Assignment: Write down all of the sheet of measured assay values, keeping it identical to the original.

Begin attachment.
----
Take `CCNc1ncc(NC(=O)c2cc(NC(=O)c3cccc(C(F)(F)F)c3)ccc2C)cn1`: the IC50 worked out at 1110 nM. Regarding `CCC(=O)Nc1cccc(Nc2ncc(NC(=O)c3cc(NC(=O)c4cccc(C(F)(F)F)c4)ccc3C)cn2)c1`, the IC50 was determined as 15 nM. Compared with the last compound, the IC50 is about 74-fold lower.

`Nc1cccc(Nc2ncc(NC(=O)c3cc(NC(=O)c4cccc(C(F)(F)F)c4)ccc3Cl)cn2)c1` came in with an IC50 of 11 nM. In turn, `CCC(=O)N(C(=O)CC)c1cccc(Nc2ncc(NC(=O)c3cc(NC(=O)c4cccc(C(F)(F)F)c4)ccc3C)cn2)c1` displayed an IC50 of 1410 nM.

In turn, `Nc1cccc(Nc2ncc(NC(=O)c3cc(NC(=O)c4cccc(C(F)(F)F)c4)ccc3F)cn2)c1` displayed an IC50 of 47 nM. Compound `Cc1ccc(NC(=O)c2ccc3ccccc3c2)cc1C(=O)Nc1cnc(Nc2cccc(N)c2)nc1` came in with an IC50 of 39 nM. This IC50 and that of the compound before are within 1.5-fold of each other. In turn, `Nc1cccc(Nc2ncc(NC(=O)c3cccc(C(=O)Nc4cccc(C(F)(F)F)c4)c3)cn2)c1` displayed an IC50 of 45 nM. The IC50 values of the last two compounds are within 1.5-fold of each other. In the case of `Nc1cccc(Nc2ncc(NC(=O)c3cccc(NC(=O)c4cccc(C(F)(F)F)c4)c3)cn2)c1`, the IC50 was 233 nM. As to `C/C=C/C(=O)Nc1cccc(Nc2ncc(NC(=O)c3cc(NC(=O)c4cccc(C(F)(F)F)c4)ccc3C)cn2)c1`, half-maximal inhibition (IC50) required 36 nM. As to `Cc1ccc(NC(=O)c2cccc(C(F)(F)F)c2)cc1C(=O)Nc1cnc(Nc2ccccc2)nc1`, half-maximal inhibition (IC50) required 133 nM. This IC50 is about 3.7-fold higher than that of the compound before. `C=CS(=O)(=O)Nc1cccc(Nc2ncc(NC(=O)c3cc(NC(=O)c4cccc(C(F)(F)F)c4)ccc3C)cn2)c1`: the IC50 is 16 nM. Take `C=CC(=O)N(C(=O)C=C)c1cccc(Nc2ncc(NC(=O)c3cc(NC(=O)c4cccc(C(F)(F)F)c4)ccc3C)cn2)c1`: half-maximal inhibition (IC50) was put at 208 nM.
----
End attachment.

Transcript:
Take `CCNc1ncc(NC(=O)c2cc(NC(=O)c3cccc(C(F)(F)F)c3)ccc2C)cn1`: the IC50 worked out at 1110 nM. Regarding `CCC(=O)Nc1cccc(Nc2ncc(NC(=O)c3cc(NC(=O)c4cccc(C(F)(F)F)c4)ccc3C)cn2)c1`, the IC50 was determined as 15 nM. Compared with the last compound, the IC50 is about 74-fold lower.

`Nc1cccc(Nc2ncc(NC(=O)c3cc(NC(=O)c4cccc(C(F)(F)F)c4)ccc3Cl)cn2)c1` came in with an IC50 of 11 nM. In turn, `CCC(=O)N(C(=O)CC)c1cccc(Nc2ncc(NC(=O)c3cc(NC(=O)c4cccc(C(F)(F)F)c4)ccc3C)cn2)c1` displayed an IC50 of 1410 nM.

In turn, `Nc1cccc(Nc2ncc(NC(=O)c3cc(NC(=O)c4cccc(C(F)(F)F)c4)ccc3F)cn2)c1` displayed an IC50 of 47 nM. Compound `Cc1ccc(NC(=O)c2ccc3ccccc3c2)cc1C(=O)Nc1cnc(Nc2cccc(N)c2)nc1` came in with an IC50 of 39 nM. This IC50 and that of the compound before are within 1.5-fold of each other. In turn, `Nc1cccc(Nc2ncc(NC(=O)c3cccc(C(=O)Nc4cccc(C(F)(F)F)c4)c3)cn2)c1` displayed an IC50 of 45 nM. The IC50 values of the last two compounds are within 1.5-fold of each other. In the case of `Nc1cccc(Nc2ncc(NC(=O)c3cccc(NC(=O)c4cccc(C(F)(F)F)c4)c3)cn2)c1`, the IC50 was 233 nM. As to `C/C=C/C(=O)Nc1cccc(Nc2ncc(NC(=O)c3cc(NC(=O)c4cccc(C(F)(F)F)c4)ccc3C)cn2)c1`, half-maximal inhibition (IC50) required 36 nM. As to `Cc1ccc(NC(=O)c2cccc(C(F)(F)F)c2)cc1C(=O)Nc1cnc(Nc2ccccc2)nc1`, half-maximal inhibition (IC50) required 133 nM. This IC50 is about 3.7-fold higher than that of the compound before. `C=CS(=O)(=O)Nc1cccc(Nc2ncc(NC(=O)c3cc(NC(=O)c4cccc(C(F)(F)F)c4)ccc3C)cn2)c1`: the IC50 is 16 nM. Take `C=CC(=O)N(C(=O)C=C)c1cccc(Nc2ncc(NC(=O)c3cc(NC(=O)c4cccc(C(F)(F)F)c4)ccc3C)cn2)c1`: half-maximal inhibition (IC50) was put at 208 nM.